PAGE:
Jacob Flaherty’s off-season grind

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Jacob Flaherty’s off-season grind

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As some of you know, Jacob Flaherty is a junior at Elder High school where now both of his parents are on the staff. Jacob Flaherty is a pitcher for the baseball team and was a solid pitcher in his JV season.

He wanted to take things up a notch so, he attended a baseball camp in the Dominican Republic for a whole month without his family and stayed with family friends who he barely knew and who barely speak any English. When most people found out that Jacob attended this camp for a whole month, most people would say. “Holy crap. How?”. I interviewed him myself to hear what he had to personally say about his trip to the Dominican Republic.

The first thing that I asked Jacob was what was his goals to achieve before he arrived in the Dominican Republic. He responded, “I wanted to become a better person. Take the next step from a little boy, to a “man”. I wanted to be fully emerged into a Spanish country to communicate better with my Spanish family.” As some people know, Jacob is an extremely good Spanish student, but he didn’t know enough Spanish to communicate to his family friends down in the Dominican Republic. I asked him communication wise, how hard was it to cooperate with your family friends and coaches?

Flaherty said, ” It was so hard sometimes because I can barely even vocally communicate with them. I had to use body expressions and my limited Spanish knowledge to communicate with them.” Throughout his trip, Jacob said he made for progress with communicating.

Would you eat Mangu?

I then got into the topic of food because the food must be different. Right? I asked Flaherty, what did you eat on a regular basis? He responded with, “I had at least three meals a day. Mangu for breakfast, which is plantains crush up and served. It is a popular meal among the baseball players in that country. For lunch I would have some sort of rice and beans, meats, vegetables, and fresh fruit that is known in the Dominican Republic. For dinner It was always some sort of meat with rice and it was crazy different.” He also explained he ate the same meals as some of the best Dominican Republic baseball players to ever come out of the country.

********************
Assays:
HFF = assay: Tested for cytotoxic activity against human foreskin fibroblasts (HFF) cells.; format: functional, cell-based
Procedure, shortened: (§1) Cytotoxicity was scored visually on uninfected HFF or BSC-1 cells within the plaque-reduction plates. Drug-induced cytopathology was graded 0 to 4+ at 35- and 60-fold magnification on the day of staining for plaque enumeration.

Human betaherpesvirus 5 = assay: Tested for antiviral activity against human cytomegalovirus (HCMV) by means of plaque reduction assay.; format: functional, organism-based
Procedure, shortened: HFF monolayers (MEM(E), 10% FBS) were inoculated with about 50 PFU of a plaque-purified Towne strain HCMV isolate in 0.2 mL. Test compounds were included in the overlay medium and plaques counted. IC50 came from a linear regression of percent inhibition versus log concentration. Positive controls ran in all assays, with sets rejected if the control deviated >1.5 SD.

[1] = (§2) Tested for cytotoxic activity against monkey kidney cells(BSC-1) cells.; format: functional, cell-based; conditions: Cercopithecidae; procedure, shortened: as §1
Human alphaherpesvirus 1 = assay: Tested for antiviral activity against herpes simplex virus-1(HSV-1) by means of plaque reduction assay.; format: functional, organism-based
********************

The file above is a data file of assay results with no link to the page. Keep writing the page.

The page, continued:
Jacob Flaherty (Right) grinding

Now into the baseball questions. Flaherty didn’t go to sit around all day just eating different foods and learning something he is already good at. He went to become a better pitcher. Thank God.

I asked him, how many days a week was the baseball camp? He responded by saying, “Five days a week with lifting afterwards. My trainer was a pretty good one. You know, he trained Luis Castillo how to pitch and everything.” Jacob Flaherty is so lucky, that he even brought up that maybe, he will get to meet Castillo in person. “Maybe”. I assumed, if you are in a country that barely speaks any English, and a whole new different coaching standpoint, the camp must have been hard. So, I asked him, on a scale of 1-10, how hard was the camp? He said, “Ugg it was probably a solid 8 and a half to a 9. So much stress on my body for a whole month. I was crazy that I had so much that I had so much physical pain that I had for that month. One of the most difficult experiences that I have ever done.”

If you were to spend a whole month in a different country training non-stop, you must get better right? I asked Flaherty, how much progress did you make after the trip? Flaherty said, “I was so much more developed when I came back home. My pitching mechanics got extremely better. I understood how I did some things wrong, and why I am doing these things and why it is so important to focus on the fundamentals of baseball.” Now most pitchers know, to be a good pitcher, you must have good pitching mechanics. Mechanics are key.

Jacob Flaherty standing next to a memorial

One of the last things I asked him was how was the scenery? He responded by saying, “The scenery was beautiful I can tell you. Beautiful skies, waters, and house structures. It’s like a whole new world there. Some of the cities are torn down. No one follows the driving laws. I only saw one cop car throughout my trip.” The thing that I picked up about this answer is that, we are lucky to have such a nice city with less poverty than some of these countries.

I found out that for Flaherty, the camp was extremely hard, the cities were in bad condition, people didn’t follow traffic laws, and no one barely spoke English. The last question I asked Jacob Flaherty was If you had the chance to do it again, would you? He said,” That’s tough. Being a kid in high school, a sport taking away your summer is tough on a teenager mind you know. But again, it was crazy beneficial to me.”

Most sophomores got to go on the Wyoming trip, but not Jacob Flaherty. This was Flaherty’s Wyoming trip. The last thing that Flaherty told me is, “It may have been the one of the most difficult things I have ever done, but it was the best experience of my life.”

Jacob Flaherty is heading into his Junior season; will he step up for the Panthers? Only time will tell.

 

 

 

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